Saturday morning I went out for my normal Ultimate engagement with my many friends who like to chase flying plastic, but had to sign a couple releases before I could play. Rae and Aaron, who play Ultimate with us now and again, as well as serving on our Outreach committee and running a private business engaged in the production and good use of video and audio content related to community, had arrived with gear. Rae with a digital camera took video from the sidelines as we played. A drone flown by Aaron took aerial footage at the same time, which required us to ignore a flying thing in a game focused on a different flying thing. I found this surprisingly difficult, but I’m always excited to be able to review our play. They’ll be taking more footage of village activities over the coming days.
Ted here with the news from this past week at our fair ecovillage here in steamy northeast Missouri.
I’ve lately come to realize that Ultimate (formerly known as Ultimate Frisbee, but then shortened owing to the specific brand-name reference) is a great reference for community living as a whole. I can’t play Ultimate unless at least five other players show up, and that only gets us a three-on-three game, which is tiring owing to so much running (seven-on-seven is regulation). So for a fun game of any length, I’m hoping for eight or more people to show up when we play. I rely on that many or more for an essential part of my happiness a couple times a week. And that is just in one realm- most other parts of my life also rely on others, like those that milk and tend goats at pasture, without which I could not make cheese. Thanks to all my compatriots!
For the second year, a group of students and their group leaders from Earth Dance Farm in Ferguson, MO came to Dancing Rabbit early this past week for a variety of learning sessions, including natural building and food preservation. I spoke with them for a couple hours Tuesday, during which we worked with a basic goat cheese at several different stages, and also made sauerkraut from start to finish, including the students harvesting the cabbage and walking away each with a pint-full of kraut ready to begin fermenting. Sort of like bringing home a pet, those ferments… It was great to deepen that relationship with the organization and the students, and felt great to connect with them around the many things we’re trying to do to live lightly on the earth.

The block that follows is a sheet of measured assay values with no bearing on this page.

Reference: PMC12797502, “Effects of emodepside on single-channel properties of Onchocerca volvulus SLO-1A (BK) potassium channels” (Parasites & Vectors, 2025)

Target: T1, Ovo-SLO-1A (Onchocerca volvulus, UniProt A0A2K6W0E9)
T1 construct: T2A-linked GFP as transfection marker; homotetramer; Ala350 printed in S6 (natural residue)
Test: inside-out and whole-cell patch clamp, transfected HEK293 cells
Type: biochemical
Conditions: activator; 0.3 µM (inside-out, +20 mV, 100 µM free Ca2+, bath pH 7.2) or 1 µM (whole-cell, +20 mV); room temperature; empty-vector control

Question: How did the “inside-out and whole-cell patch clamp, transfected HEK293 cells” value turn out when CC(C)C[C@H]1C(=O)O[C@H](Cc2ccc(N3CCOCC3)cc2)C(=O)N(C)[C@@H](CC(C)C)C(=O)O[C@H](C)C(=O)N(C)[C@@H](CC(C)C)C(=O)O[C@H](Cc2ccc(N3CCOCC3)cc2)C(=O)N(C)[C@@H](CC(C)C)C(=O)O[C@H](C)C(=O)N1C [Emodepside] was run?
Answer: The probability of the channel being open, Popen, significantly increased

My own child Aurelia has been away at camp a week now, a place called Camp Kupugani in northwestern Illinois, which bills itself (and does feel very much like) a multicultural camp. That was one of our hopes for her first camp experience, and we’re pleased to find it not so far away.
In dropping her off there last weekend, there inevitably came the moment when I had to say goodbye for two weeks to my kid who’d never been without some family or close friends for more than a day in her life. She started with whispers soon after arrival of “Do I have to stay?”, which soon became “I don’t want you to leave!”, and ended at that moment we both knew was coming, when she tried hard to smile at me and say goodbye while crying as she stayed at her cabin and I started to walk away… and I forced myself to keep walking away, looking over my shoulder a few times but never seeing her running after me as I half-imagined. I had a lot of time for thought and some tears driving home alone for five hours. Very excited to pick her up again this coming weekend and carry her home again, and to see what she carries home with her.
The camp posts several dozen pictures of the campers each day, so that we’ve been able to catch glimpses of Aurelia with a smile on her face, having fun, and know she’s ok. She does not have the same ability to check in in return, but she seems like she’s doing alright with that. I know I survived and loved going to camp (even though there was no internet in those days), and I’m sure it is a good thing for her sense of independence, but I have new respect for my parents for letting me go back then.
At our Sunday meeting here in the village we gathered a bunch of us together for a photo to send Aurelia for the next mail day (which includes the ability to send emails with photos), and I wish I could be a fly on the wall when she receives these reminders of home.